Local council urges brigades of revolutionary fighters from outside Tripoli to leave the capital by December 20.
|The government opened a conference on national reconciliation in the capital Tripoli on Saturday [EPA]|
Major General Khalifa Belgasim Heftir, the commander-in-chief of the Libyan national army, has survived an attempt on his life, according to his office.
Heftir’s vehicle was shot at while on the way to airport in the capital Tripoli on Saturday morning.
Two vehicles had been waiting for the top military officer’s convoy under a bridge, and opened fire as it passed.
Sergeant Abdel-Razil al-Shibahy, a military spokesman, said that no one in the convoy was harmed and that soldiers arrested the two gunmen, who are in military custody for questioning.
It was unclear who the two men were affiliated with.
Heftir was trained at Benghazi’s military academy and in the Soviet Union, and defected from former Libyan leader Muammar Gaddafi’s government in the 1990s, following the conflict between Libya and Chad. He then fled to the United States.
His nomination as chief of staff was met with opposition from some brigades in the Libyan army in November.
In a separate incident on Saturday, a gunfight near Tripoli’s international airport, reportedly between two ex-rebel brigades, led to two fighters being wounded.
Samy Kamuka, an army official, told the AFP news agency that the firefight erupted when a group of former rebels from the Zintan brigade clashed with former rebels from Tripoli.
A member of the Zintan brigade, however, said it was the national army who had attacked his brigade while attempting to retake control of the airport from them.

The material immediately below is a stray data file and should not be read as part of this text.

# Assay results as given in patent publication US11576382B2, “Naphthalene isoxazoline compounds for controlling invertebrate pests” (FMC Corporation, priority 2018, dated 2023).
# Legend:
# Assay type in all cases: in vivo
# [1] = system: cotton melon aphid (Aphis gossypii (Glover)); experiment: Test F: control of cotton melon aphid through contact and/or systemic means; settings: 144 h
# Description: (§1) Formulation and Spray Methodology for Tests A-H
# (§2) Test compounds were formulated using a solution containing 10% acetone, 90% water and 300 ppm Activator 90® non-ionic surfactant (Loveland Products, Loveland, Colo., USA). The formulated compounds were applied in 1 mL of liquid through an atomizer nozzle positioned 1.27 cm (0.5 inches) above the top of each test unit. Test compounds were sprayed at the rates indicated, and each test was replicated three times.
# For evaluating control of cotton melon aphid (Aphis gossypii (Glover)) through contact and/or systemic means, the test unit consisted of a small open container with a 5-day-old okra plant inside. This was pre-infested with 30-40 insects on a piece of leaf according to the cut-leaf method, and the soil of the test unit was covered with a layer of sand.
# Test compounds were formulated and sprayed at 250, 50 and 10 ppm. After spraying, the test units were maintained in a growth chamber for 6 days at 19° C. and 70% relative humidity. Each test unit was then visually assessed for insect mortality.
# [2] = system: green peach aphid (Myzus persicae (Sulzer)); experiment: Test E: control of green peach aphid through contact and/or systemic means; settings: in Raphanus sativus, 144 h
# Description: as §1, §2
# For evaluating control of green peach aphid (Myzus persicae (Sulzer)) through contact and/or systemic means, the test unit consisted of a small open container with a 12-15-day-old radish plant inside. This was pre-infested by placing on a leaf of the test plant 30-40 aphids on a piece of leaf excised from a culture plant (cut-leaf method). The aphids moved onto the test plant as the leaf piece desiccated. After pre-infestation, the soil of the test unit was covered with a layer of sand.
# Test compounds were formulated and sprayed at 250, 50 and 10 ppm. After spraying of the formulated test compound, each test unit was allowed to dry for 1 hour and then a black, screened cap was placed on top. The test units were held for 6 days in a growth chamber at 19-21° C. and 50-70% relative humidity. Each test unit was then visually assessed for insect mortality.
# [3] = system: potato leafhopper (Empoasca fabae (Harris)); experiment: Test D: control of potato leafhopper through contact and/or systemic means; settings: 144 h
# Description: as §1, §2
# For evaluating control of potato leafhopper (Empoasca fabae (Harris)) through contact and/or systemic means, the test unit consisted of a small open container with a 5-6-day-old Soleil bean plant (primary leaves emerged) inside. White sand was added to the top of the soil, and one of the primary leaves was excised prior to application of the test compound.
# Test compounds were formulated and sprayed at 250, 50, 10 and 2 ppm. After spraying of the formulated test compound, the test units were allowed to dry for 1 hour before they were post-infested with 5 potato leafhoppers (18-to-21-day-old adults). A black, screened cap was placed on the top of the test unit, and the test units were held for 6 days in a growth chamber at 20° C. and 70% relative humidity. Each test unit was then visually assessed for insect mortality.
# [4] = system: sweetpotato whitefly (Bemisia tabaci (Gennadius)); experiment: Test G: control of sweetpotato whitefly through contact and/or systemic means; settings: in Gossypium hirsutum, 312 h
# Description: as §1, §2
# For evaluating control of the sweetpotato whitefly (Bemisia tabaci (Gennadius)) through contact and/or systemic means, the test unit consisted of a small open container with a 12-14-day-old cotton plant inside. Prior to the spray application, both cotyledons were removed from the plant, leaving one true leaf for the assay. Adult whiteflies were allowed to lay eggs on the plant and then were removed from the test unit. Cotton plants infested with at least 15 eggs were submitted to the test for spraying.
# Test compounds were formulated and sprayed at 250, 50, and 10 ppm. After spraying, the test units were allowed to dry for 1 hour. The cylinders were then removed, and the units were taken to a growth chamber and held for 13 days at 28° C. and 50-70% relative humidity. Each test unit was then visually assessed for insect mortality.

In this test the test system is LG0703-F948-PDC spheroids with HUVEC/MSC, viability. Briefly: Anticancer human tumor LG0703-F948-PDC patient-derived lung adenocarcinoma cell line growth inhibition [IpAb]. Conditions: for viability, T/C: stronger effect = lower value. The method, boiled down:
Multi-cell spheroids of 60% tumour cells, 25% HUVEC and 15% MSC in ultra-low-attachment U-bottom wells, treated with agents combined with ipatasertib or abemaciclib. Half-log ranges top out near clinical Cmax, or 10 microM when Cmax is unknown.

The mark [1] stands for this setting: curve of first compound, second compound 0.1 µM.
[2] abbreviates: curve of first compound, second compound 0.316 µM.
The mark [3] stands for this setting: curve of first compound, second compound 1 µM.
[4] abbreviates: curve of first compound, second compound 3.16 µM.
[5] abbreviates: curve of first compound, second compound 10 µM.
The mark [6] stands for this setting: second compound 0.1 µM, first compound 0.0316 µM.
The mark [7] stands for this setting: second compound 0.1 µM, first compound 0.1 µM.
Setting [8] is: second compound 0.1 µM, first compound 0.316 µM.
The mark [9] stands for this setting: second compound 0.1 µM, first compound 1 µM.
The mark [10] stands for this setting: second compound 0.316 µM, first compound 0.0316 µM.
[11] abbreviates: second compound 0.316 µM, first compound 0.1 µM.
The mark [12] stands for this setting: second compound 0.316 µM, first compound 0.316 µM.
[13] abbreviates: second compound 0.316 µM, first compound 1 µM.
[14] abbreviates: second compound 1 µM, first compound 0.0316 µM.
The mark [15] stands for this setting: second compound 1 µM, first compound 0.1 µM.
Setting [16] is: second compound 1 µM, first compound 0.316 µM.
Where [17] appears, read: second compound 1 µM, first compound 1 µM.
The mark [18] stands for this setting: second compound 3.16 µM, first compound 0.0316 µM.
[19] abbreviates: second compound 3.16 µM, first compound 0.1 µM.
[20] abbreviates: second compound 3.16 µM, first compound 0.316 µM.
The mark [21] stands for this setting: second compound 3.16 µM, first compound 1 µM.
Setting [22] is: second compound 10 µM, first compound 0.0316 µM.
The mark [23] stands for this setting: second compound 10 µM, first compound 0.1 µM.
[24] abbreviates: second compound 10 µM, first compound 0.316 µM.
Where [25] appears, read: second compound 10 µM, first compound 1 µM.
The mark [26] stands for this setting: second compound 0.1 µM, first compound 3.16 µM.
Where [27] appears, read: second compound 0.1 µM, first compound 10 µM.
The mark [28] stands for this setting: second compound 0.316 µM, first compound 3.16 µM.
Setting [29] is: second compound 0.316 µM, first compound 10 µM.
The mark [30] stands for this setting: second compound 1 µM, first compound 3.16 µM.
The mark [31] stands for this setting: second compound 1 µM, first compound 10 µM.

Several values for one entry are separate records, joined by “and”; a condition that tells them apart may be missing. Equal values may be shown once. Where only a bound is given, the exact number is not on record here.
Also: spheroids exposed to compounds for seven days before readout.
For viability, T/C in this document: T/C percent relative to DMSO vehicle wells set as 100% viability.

The Zintan brigade’s members are also holding Gaddafi’s son Saif al-Islam.
“There were clashes between [revolutionaries] from Tripoli and [revolutionaries] from Zintan [brigade] to take control of the airport,” Kamuka, who works in the administration department, told AFP.
“The clashes were next to the airport but not in the airport. According to our information, two are wounded,” he said.
Meanwhile, Libya’s new rulers opened a conference on national reconciliation on Saturday with pledges to forgive anyone who fought on Gaddafi’s side during the months-long uprising that led to his overthrow earlier this year.
“In Libya we are able to absorb all. Libya is for all,” Mustafa Abdel Jalil, the head of the National Transitional Council, said in Tripoli as he launched the conference.
“Despite what the army of the oppressor did to our cities and our villages, our brothers who fought against the rebels as the army of Gaddafi, we are ready to forgive them,” he said in Arabic remarks that were translated into English by an official.
“We are able to forgive and tolerate,” he added.
The conference is the first of its kind since the NTC declared the complete “liberation” of Libya on October 23, and was attended by delegates from major Libyan tribes, as well as international delegates from Qatar and Tunisia.
Abdel Rahim al-Kib, the country’s interim prime minister, echoed Jalil’s sentiments.
“National reconciliation is an essential condition to build the constitutional institutions of a state,” he told the conference. “The future cannot be built with revenge as a base.”
He added, however, that anyone who “committed torture, rape, murders and stole public wealth [during the uprising] would have to be held accountable”.
“Transitional justice is needed in order to reach reconciliation,” Kib said.
Kib announced his government on November 22, just one month after the capture and killing of Gaddafi, who had ruled the country for 42 years.
The government is under pressure to disarm hundreds of former rebels who toppled the Gaddafi government and are now enforcing security on the streets under little or no accountability.